• Isotope Tutorial . This isotope tutorial explains what isotopes are and what units are used to express them, how measurements of isotopes are made, and how natural variation in stable isotope abundances come about. The site describes processes affecting isotope ratios such as photosynthesis, evapotranspiration, and respiration; biosphere-atmosphere exchange of isotopes in water and carbon; and how stable isotopes are used to study environmental history. There is information on courses in stable isotopes and the Biosphere - Atmosphere Stable Isotope Network (BASIN) project aimed at improving understanding of carbon cycle processes at the ecosystem, regional, and global scale. Links are provided to analytical labs. (more info)
  • Mapping a Planet's Restless Past. This is an article by Andrew Campbell from The University of Chicago Magazine, December 1995. The article is about the Chicago's Paleogeographic Atlas Project, an effort Alfred Ziegler began in 1975 to chart Earth's changing face, from more than 500 million years ago to the present. The article contains four maps from the project: A Permian Supercontinent, Computers Rebuild Climates of the Paleozoic, Birth of an Ocean, and The Aging of the Appalachians. Each of the maps is accompanied by a paragraph describing them in detail. (more info)
  • National Oceanic and Atmospheric Administration: Paleoclimatology Program. This site is a clearinghouse of information, data and visualizations from NOAAs Paleoclimatology Program (more info)
  • Paleogeography Through Geologic Time. This website contains paleogeographic and plate tectonic reconstructions presented by Ron Blakey and Colorado Plateau Geosystems, Inc. Global images are available as mollewide (oval) globes, round globes, and rectangular maps in 27 time slices. More detailed regional maps are available for particular regions including Europe, North America, Colorado Plateau, and SW North America. ( This site may be offline. )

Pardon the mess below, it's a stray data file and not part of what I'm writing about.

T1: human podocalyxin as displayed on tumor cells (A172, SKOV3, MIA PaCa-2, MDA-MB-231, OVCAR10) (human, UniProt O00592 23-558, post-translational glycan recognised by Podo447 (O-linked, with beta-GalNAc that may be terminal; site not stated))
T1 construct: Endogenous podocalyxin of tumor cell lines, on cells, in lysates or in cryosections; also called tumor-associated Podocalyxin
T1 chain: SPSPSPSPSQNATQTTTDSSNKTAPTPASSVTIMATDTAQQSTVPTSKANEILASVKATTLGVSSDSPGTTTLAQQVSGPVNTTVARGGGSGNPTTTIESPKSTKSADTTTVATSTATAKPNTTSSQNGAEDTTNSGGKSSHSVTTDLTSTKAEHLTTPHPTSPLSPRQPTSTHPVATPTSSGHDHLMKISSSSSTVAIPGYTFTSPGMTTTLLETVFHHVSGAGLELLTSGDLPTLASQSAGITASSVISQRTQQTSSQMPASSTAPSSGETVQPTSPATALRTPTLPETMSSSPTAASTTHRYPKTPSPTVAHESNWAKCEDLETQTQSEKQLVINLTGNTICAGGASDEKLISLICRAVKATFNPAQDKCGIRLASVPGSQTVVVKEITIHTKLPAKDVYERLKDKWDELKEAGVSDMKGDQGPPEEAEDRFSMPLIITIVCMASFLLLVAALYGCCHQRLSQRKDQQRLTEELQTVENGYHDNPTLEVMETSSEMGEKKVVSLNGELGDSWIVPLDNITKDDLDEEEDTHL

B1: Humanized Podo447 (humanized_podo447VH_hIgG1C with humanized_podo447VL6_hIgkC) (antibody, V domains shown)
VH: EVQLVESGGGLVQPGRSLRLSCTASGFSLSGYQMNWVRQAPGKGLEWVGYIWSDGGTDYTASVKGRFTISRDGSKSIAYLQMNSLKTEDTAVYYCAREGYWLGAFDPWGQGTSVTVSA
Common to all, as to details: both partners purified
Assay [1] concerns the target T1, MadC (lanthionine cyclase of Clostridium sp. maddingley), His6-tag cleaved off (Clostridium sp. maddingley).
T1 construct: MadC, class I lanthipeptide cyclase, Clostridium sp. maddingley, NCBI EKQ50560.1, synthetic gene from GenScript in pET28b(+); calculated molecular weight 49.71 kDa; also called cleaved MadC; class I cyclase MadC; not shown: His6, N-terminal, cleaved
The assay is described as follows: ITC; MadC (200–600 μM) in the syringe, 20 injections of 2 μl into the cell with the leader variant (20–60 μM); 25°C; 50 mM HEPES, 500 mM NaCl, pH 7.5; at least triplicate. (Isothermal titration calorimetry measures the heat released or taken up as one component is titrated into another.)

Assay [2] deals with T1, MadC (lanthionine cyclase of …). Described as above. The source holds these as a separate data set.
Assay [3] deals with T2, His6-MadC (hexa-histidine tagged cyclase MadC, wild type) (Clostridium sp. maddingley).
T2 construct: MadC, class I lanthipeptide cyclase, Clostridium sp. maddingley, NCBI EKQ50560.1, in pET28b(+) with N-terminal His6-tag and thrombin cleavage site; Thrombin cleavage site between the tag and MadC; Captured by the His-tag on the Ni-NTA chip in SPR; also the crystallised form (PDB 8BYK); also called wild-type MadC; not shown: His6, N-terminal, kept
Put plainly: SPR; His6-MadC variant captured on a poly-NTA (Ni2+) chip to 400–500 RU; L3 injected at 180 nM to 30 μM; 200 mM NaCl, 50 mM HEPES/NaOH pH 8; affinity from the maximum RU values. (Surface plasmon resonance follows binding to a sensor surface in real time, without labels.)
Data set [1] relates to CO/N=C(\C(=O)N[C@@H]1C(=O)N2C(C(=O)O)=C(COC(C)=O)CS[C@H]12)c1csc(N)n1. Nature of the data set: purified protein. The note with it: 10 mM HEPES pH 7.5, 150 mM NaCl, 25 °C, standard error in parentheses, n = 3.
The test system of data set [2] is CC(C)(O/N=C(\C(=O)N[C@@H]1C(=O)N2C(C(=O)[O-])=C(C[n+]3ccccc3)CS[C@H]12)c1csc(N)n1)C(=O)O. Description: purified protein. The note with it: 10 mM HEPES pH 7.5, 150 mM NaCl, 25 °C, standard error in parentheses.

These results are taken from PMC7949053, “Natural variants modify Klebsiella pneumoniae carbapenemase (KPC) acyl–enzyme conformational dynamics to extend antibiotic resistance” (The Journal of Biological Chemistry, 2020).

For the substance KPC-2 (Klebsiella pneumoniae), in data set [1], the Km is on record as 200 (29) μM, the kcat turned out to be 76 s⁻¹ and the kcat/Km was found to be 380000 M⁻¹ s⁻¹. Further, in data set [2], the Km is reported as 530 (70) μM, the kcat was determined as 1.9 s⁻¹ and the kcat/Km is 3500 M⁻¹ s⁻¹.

• Paleomagnetism . This website about paleomagnetism contains images of True Polar Wander, The Cambrian Time Scale, Gondwana, Baltica, Laurentia, Rodinia, Panotia, Pangea, and more. It has links to other paleomag sites, access to Gondwana paleomagnetic database, and a list of publications (some of which have links to web versions). (more info)
  • Paleomap Project. Paleogeographic globes that move, tilt, and spin to allow viewing from different angles, and animated plate-tectonic maps that show plate movement and sea-floor spreading for different periods in earth history are available for purchase. Paleomap Project is the creation of Christopher R. Scotese at the University of Texas at Arlington. (more info)
  • Radioactive Decay Calculator. This online calculator computes radioactive decay, timed decay, and timed solid disposal for a databank containing 116 isotopes. It also features University of British Columbia disposal limits and a unit converter and date/time calculators. These tools calculate the half-life for selected isotopes; radioactive decay final activity, given the initial activity and decay time; the decay time, given the initial and final activities; and the decay time, given the mass of a solid and the initial activity. (more info)
  • Regional Paleogeographic Views of Earth History. Regional paleogeographic reconstructions of North America, Colorado Plateau, SW North America, and Mesozoic terrane accretion. These beautiful reconstructions by geologist Ron Blakey (formerly Northern Arizona University) and Colorado Plateau Geosystems, Inc. (more info)
  • University of California's Museum of Paleontology: Geologic Timeline. University of California's Museum of Paleontology has created a hyperlinked Geologic Timeline with all sorts of details about each time unit that may be useful later in the course. Each hyperlink contains a variety of information including stratigraphy, ancient life, localities and tectonics associated with that specific time period. Users can also link to an Introduction to Geology page and a description of the Museum's geology wing. (more info)